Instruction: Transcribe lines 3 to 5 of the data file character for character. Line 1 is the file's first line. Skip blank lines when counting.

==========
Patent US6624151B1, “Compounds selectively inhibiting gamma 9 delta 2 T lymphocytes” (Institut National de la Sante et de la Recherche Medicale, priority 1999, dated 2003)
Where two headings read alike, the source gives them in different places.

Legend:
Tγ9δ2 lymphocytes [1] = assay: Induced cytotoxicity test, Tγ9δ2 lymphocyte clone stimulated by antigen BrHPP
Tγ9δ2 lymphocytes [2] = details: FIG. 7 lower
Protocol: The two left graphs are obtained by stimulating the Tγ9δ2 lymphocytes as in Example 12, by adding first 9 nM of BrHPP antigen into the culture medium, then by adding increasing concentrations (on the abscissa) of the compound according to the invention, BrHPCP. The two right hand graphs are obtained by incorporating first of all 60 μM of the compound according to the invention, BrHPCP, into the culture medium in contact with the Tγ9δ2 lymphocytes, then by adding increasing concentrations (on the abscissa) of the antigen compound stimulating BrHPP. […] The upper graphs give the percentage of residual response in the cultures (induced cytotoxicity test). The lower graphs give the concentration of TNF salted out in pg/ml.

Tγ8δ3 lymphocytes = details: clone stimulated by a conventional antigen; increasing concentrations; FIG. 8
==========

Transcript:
Legend:
Tγ9δ2 lymphocytes [1] = assay: Induced cytotoxicity test, Tγ9δ2 lymphocyte clone stimulated by antigen BrHPP
Tγ9δ2 lymphocytes [2] = details: FIG. 7 lower